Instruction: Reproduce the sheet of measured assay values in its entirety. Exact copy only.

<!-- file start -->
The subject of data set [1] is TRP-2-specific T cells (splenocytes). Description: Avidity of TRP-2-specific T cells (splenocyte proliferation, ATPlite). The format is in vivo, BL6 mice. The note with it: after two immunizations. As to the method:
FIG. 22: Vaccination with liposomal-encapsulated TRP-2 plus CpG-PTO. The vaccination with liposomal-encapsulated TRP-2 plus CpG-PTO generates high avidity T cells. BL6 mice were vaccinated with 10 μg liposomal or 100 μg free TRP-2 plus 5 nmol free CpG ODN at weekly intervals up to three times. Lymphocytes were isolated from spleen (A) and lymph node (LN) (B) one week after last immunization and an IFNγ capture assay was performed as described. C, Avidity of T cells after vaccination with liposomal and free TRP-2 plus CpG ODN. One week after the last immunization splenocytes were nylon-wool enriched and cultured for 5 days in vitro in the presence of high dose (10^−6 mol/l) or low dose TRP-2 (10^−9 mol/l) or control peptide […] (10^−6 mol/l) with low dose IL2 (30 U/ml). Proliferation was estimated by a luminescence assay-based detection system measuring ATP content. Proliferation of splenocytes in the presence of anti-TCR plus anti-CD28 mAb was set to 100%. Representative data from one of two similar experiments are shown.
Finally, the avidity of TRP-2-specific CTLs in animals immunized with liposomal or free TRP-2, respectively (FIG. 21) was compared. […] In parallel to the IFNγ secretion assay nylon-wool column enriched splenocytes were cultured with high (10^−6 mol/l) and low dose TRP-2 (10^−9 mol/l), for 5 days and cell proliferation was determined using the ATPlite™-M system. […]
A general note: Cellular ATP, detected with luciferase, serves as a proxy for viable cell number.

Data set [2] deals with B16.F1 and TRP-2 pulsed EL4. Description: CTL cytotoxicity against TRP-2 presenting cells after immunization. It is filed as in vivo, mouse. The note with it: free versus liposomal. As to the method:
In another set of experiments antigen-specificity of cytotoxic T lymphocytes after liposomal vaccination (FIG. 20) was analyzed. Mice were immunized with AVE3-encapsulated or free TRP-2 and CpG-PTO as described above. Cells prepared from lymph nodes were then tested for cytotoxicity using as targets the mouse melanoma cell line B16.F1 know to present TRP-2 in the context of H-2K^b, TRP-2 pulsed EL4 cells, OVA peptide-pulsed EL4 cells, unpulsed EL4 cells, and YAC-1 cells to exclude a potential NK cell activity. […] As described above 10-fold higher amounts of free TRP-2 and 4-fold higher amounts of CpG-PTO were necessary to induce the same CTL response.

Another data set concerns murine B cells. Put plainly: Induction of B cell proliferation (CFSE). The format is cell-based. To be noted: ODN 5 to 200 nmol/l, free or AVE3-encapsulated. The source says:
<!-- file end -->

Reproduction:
The subject of data set [1] is TRP-2-specific T cells (splenocytes). Description: Avidity of TRP-2-specific T cells (splenocyte proliferation, ATPlite). The format is in vivo, BL6 mice. The note with it: after two immunizations. As to the method:
FIG. 22: Vaccination with liposomal-encapsulated TRP-2 plus CpG-PTO. The vaccination with liposomal-encapsulated TRP-2 plus CpG-PTO generates high avidity T cells. BL6 mice were vaccinated with 10 μg liposomal or 100 μg free TRP-2 plus 5 nmol free CpG ODN at weekly intervals up to three times. Lymphocytes were isolated from spleen (A) and lymph node (LN) (B) one week after last immunization and an IFNγ capture assay was performed as described. C, Avidity of T cells after vaccination with liposomal and free TRP-2 plus CpG ODN. One week after the last immunization splenocytes were nylon-wool enriched and cultured for 5 days in vitro in the presence of high dose (10^−6 mol/l) or low dose TRP-2 (10^−9 mol/l) or control peptide […] (10^−6 mol/l) with low dose IL2 (30 U/ml). Proliferation was estimated by a luminescence assay-based detection system measuring ATP content. Proliferation of splenocytes in the presence of anti-TCR plus anti-CD28 mAb was set to 100%. Representative data from one of two similar experiments are shown.
Finally, the avidity of TRP-2-specific CTLs in animals immunized with liposomal or free TRP-2, respectively (FIG. 21) was compared. […] In parallel to the IFNγ secretion assay nylon-wool column enriched splenocytes were cultured with high (10^−6 mol/l) and low dose TRP-2 (10^−9 mol/l), for 5 days and cell proliferation was determined using the ATPlite™-M system. […]
A general note: Cellular ATP, detected with luciferase, serves as a proxy for viable cell number.

Data set [2] deals with B16.F1 and TRP-2 pulsed EL4. Description: CTL cytotoxicity against TRP-2 presenting cells after immunization. It is filed as in vivo, mouse. The note with it: free versus liposomal. As to the method:
In another set of experiments antigen-specificity of cytotoxic T lymphocytes after liposomal vaccination (FIG. 20) was analyzed. Mice were immunized with AVE3-encapsulated or free TRP-2 and CpG-PTO as described above. Cells prepared from lymph nodes were then tested for cytotoxicity using as targets the mouse melanoma cell line B16.F1 know to present TRP-2 in the context of H-2K^b, TRP-2 pulsed EL4 cells, OVA peptide-pulsed EL4 cells, unpulsed EL4 cells, and YAC-1 cells to exclude a potential NK cell activity. […] As described above 10-fold higher amounts of free TRP-2 and 4-fold higher amounts of CpG-PTO were necessary to induce the same CTL response.

Another data set concerns murine B cells. Put plainly: Induction of B cell proliferation (CFSE). The format is cell-based. To be noted: ODN 5 to 200 nmol/l, free or AVE3-encapsulated. The source says: